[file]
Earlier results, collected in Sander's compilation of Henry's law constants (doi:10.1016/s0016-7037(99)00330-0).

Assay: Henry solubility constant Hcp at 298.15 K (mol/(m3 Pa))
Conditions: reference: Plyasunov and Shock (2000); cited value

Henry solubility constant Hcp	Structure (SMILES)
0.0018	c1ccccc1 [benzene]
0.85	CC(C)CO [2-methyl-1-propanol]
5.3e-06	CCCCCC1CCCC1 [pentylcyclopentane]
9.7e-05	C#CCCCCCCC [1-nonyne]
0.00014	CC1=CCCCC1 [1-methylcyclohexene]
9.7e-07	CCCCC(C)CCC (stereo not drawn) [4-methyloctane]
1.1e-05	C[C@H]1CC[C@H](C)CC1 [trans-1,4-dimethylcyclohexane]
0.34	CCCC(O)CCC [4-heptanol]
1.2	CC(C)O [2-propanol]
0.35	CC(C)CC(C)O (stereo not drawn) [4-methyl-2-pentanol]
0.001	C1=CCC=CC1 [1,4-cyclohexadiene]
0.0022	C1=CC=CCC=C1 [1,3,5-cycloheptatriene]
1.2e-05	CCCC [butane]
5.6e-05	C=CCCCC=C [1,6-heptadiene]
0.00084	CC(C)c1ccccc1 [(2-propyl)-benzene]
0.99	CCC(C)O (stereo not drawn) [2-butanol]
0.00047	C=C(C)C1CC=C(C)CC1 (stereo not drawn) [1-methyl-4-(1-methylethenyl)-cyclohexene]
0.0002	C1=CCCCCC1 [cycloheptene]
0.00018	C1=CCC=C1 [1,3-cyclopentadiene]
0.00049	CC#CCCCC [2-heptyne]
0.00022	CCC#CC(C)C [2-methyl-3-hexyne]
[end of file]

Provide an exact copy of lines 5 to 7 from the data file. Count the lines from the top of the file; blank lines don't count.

0.0018	c1ccccc1 [benzene]
0.85	CC(C)CO [2-methyl-1-propanol]
5.3e-06	CCCCCC1CCCC1 [pentylcyclopentane]